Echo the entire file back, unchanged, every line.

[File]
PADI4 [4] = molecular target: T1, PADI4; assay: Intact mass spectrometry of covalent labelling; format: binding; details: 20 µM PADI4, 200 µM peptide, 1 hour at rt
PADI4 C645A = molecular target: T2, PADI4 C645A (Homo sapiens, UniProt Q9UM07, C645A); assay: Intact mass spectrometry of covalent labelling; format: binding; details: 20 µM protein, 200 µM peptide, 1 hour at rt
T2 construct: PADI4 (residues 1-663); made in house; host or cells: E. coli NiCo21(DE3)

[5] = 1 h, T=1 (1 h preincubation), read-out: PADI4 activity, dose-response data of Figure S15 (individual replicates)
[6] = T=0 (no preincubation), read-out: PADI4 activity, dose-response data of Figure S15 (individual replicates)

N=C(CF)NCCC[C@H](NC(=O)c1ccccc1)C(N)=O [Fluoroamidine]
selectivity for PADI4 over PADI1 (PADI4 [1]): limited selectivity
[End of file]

PADI4 [4] = molecular target: T1, PADI4; assay: Intact mass spectrometry of covalent labelling; format: binding; details: 20 µM PADI4, 200 µM peptide, 1 hour at rt
PADI4 C645A = molecular target: T2, PADI4 C645A (Homo sapiens, UniProt Q9UM07, C645A); assay: Intact mass spectrometry of covalent labelling; format: binding; details: 20 µM protein, 200 µM peptide, 1 hour at rt
T2 construct: PADI4 (residues 1-663); made in house; host or cells: E. coli NiCo21(DE3)

[5] = 1 h, T=1 (1 h preincubation), read-out: PADI4 activity, dose-response data of Figure S15 (individual replicates)
[6] = T=0 (no preincubation), read-out: PADI4 activity, dose-response data of Figure S15 (individual replicates)

N=C(CF)NCCC[C@H](NC(=O)c1ccccc1)C(N)=O [Fluoroamidine]
selectivity for PADI4 over PADI1 (PADI4 [1]): limited selectivity